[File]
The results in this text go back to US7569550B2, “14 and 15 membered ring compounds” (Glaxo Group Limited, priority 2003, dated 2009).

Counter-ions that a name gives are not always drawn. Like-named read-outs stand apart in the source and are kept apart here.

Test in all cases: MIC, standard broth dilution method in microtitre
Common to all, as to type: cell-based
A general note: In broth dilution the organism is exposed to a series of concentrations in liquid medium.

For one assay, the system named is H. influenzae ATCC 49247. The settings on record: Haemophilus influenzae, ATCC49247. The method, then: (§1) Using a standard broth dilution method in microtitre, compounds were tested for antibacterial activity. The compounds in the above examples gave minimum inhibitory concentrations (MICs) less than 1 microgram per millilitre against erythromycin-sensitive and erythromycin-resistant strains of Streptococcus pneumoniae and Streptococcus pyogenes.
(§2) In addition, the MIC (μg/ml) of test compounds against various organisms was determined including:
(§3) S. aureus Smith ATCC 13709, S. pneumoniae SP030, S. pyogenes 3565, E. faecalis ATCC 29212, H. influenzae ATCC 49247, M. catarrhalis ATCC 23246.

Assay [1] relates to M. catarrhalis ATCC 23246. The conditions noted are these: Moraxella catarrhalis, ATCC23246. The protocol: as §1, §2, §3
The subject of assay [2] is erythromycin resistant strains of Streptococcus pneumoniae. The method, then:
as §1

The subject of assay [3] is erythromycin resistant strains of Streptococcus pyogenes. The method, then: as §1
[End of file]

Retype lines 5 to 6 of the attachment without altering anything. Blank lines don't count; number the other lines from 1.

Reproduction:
A general note: In broth dilution the organism is exposed to a series of concentrations in liquid medium.

For one assay, the system named is H. influenzae ATCC 49247. The settings on record: Haemophilus influenzae, ATCC49247. The method, then: (§1) Using a standard broth dilution method in microtitre, compounds were tested for antibacterial activity. The compounds in the above examples gave minimum inhibitory concentrations (MICs) less than 1 microgram per millilitre against erythromycin-sensitive and erythromycin-resistant strains of Streptococcus pneumoniae and Streptococcus pyogenes.